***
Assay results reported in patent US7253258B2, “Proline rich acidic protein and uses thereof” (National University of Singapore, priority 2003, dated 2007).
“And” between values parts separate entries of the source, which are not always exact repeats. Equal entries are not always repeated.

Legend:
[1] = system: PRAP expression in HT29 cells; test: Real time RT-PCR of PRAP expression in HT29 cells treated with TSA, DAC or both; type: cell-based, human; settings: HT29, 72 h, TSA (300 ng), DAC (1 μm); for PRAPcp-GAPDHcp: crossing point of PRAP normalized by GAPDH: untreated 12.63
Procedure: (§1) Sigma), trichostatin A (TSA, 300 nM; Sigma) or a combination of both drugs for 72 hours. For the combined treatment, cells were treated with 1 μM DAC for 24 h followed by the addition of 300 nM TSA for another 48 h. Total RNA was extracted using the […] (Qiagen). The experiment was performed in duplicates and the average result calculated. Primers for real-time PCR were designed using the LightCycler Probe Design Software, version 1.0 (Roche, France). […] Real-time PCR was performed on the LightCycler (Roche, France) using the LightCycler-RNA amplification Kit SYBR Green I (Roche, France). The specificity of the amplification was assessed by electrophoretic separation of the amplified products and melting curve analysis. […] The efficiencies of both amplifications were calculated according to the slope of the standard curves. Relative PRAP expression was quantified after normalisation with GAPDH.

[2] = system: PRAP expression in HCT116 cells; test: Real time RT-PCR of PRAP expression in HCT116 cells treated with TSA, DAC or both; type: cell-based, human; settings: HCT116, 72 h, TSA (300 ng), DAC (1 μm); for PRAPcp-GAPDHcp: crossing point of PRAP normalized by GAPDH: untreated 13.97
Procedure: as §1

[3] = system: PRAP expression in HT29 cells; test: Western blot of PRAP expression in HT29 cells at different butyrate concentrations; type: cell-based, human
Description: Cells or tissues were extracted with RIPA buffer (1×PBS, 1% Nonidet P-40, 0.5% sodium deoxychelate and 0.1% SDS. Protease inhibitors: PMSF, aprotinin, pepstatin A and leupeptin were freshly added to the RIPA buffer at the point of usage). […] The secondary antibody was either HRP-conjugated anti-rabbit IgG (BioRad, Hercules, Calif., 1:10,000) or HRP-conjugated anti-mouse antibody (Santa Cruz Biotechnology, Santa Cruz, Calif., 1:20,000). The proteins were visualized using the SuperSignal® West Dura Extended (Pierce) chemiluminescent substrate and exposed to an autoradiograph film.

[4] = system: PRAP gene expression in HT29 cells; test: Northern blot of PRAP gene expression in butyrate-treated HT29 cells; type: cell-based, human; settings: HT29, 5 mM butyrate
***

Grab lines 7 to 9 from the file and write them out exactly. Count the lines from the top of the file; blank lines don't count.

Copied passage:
Procedure: as §1

[3] = system: PRAP expression in HT29 cells; test: Western blot of PRAP expression in HT29 cells at different butyrate concentrations; type: cell-based, human
Description: Cells or tissues were extracted with RIPA buffer (1×PBS, 1% Nonidet P-40, 0.5% sodium deoxychelate and 0.1% SDS. Protease inhibitors: PMSF, aprotinin, pepstatin A and leupeptin were freshly added to the RIPA buffer at the point of usage). […] The secondary antibody was either HRP-conjugated anti-rabbit IgG (BioRad, Hercules, Calif., 1:10,000) or HRP-conjugated anti-mouse antibody (Santa Cruz Biotechnology, Santa Cruz, Calif., 1:20,000). The proteins were visualized using the SuperSignal® West Dura Extended (Pierce) chemiluminescent substrate and exposed to an autoradiograph film.